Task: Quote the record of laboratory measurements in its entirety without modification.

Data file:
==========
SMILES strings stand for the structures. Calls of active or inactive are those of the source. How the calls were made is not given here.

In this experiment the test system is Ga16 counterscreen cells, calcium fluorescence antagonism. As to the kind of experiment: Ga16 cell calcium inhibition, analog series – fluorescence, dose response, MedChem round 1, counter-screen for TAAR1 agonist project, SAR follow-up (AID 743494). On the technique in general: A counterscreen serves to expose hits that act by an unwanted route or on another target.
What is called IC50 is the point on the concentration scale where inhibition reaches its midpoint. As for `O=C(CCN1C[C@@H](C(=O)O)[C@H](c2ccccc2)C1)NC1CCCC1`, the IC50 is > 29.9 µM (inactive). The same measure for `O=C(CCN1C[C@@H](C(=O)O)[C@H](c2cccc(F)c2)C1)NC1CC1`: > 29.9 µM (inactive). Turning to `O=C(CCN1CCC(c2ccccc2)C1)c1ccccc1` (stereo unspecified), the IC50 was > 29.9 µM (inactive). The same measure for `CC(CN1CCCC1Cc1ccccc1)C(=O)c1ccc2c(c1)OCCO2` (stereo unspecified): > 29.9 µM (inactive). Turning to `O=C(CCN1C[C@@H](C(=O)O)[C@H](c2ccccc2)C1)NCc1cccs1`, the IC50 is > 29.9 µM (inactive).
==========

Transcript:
SMILES strings stand for the structures. Calls of active or inactive are those of the source. How the calls were made is not given here.

In this experiment the test system is Ga16 counterscreen cells, calcium fluorescence antagonism. As to the kind of experiment: Ga16 cell calcium inhibition, analog series – fluorescence, dose response, MedChem round 1, counter-screen for TAAR1 agonist project, SAR follow-up (AID 743494). On the technique in general: A counterscreen serves to expose hits that act by an unwanted route or on another target.
What is called IC50 is the point on the concentration scale where inhibition reaches its midpoint. As for `O=C(CCN1C[C@@H](C(=O)O)[C@H](c2ccccc2)C1)NC1CCCC1`, the IC50 is > 29.9 µM (inactive). The same measure for `O=C(CCN1C[C@@H](C(=O)O)[C@H](c2cccc(F)c2)C1)NC1CC1`: > 29.9 µM (inactive). Turning to `O=C(CCN1CCC(c2ccccc2)C1)c1ccccc1` (stereo unspecified), the IC50 was > 29.9 µM (inactive). The same measure for `CC(CN1CCCC1Cc1ccccc1)C(=O)c1ccc2c(c1)OCCO2` (stereo unspecified): > 29.9 µM (inactive). Turning to `O=C(CCN1C[C@@H](C(=O)O)[C@H](c2ccccc2)C1)NCc1cccs1`, the IC50 is > 29.9 µM (inactive).